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Catholics Urge Pope Francis to Speak Out for LGBT Rights

Catholics Urge Pope Francis to Speak Out for LGBT Rights


A group of Catholics is urging Pope Francis to speak out against laws criminalizing homosexuality.

A group advocating for the full inclusion of LGBT people in the Roman Catholic Church has launched an online campaign urging Pope Francis to speak out against laws criminalizing homosexuality around the world.

The No More Triangle Nations project encourages Twitter users to use the hashtag #PopeSpeakOut to ask Pope Francis to condemn laws in Nigeria, Russia, Uganda, India, and Jamaica, places that "legislate and enforce death dealing policies and/or the suspension of civil rights based on sexual orientation or gender identity," according to the campaign's website.

"By sending tweets to the pope, we want to move him to speak out against these laws, many of which have been supported by Catholic leaders and people in these nations," said Francis DeBernardo, executive director of New Ways Ministry, the organization that launched the project, in a press release last week. "We need a powerful, faith-based statement from Pope Francis to support the freedom and lives of our LGBT sisters and brothers."

Visitors to the website choose from three prewritten Tweets:

  • Last yr Russia, last month Uganda, yesterday Nigeria, today we ask Christians & @pontifex to say "No More Triangle Nations!" #PopeSpeakOut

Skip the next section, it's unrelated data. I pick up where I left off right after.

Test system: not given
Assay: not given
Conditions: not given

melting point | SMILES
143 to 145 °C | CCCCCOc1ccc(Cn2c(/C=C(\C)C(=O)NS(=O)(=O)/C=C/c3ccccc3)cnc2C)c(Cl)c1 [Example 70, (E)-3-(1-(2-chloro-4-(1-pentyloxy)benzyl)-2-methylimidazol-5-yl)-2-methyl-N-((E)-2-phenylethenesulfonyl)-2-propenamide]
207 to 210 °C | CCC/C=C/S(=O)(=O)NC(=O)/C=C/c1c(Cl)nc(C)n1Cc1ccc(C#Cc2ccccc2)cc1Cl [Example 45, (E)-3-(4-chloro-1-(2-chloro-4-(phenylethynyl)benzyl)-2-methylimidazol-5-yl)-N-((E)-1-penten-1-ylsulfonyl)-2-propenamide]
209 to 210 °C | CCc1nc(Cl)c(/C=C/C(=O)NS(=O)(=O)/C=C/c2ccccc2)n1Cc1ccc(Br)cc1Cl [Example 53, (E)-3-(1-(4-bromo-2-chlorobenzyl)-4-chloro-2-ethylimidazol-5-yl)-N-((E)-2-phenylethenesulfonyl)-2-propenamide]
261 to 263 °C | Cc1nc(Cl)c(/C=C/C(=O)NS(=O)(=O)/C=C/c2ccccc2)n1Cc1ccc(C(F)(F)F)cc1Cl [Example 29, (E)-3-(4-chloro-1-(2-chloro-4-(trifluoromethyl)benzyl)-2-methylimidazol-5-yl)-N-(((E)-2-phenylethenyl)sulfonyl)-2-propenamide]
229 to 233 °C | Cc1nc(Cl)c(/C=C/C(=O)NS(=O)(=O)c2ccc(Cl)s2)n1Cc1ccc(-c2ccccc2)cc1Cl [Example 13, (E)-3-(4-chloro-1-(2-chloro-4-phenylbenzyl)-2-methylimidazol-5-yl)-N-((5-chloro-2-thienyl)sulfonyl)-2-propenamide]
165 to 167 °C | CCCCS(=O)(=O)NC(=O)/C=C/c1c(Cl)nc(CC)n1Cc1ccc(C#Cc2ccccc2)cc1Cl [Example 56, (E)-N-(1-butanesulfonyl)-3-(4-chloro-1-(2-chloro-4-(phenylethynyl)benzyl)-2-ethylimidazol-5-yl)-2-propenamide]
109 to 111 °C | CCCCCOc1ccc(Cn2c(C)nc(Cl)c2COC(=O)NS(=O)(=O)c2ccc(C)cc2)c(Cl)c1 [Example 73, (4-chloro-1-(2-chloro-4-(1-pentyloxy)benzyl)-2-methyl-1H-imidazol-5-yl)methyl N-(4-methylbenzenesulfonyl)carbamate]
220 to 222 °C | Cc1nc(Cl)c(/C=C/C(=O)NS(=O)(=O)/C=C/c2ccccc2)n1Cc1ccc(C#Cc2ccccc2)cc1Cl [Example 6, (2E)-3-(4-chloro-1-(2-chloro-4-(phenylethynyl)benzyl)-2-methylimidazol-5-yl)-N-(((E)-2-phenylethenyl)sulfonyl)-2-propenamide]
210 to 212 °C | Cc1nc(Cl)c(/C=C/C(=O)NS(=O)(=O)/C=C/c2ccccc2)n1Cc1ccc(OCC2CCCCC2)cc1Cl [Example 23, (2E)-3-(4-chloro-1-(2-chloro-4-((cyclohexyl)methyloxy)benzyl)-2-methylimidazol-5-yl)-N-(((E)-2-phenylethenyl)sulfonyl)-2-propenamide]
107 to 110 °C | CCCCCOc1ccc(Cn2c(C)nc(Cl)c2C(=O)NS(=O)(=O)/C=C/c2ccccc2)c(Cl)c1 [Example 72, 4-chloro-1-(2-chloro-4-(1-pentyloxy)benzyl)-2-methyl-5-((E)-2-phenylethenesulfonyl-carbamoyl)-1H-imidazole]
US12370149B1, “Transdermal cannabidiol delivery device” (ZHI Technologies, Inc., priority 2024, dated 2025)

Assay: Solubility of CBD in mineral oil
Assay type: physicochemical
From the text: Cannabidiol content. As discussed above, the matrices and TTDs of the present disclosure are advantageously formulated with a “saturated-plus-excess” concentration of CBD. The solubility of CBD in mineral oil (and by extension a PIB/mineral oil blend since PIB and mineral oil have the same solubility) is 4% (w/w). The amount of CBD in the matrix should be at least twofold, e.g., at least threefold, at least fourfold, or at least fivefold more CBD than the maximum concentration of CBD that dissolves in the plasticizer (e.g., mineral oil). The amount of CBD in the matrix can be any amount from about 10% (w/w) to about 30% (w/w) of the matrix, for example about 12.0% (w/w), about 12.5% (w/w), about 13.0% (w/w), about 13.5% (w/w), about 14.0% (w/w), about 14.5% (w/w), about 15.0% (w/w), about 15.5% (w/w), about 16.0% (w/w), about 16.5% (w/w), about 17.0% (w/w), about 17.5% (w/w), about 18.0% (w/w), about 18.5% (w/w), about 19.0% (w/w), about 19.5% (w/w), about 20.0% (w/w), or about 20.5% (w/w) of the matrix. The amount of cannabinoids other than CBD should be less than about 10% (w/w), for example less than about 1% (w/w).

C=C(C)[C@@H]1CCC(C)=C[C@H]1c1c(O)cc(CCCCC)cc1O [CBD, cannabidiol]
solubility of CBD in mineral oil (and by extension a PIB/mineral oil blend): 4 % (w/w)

• @Pontifex Call Christians around the world to love gay people not legislate their extinction. #PopeSpeakOut
  • @Pontifex As a voice for the voiceless please publicly condemn anti-gay laws! #PopeSpeakOut

The website also gives visitors the option to email Pope Francis, with text asking him to "to stop discrimination, hate, and violence against gay and lesbian people by condemning Uganda's anti-gay bill and similar efforts in other nations."

The Catholic bishops of Uganda, which is 41% Catholic, opposed a 2009 version of a recent bill that would criminalize homosexuality, saying that it did "not pass a test of a Christian caring approach to this issue."

In India, Cardinal Oswald Gracias, the Catholic archbishop of Mumbai, told UCA News in December that the Catholic Church "never considered gay people criminals" and thus was opposed to the Supreme Court there criminalizing homosexuality. Gracias, one of 8 cardinals advising Pope Francis on a range of church matters, reiterated Catholic teaching that all LGBT people "have the same dignity of every human being and condemns all forms of unjust discrimination, harassment or abuse."

New Ways Ministry is a 37-year old national Catholic ministry of justice and reconciliation for LGBT people and the wider church community and civil society. It is partnering with the Fellowship Global, circles of Christian clergy and LGBT people in the African Diaspora, on the No More Triangle Nations project.

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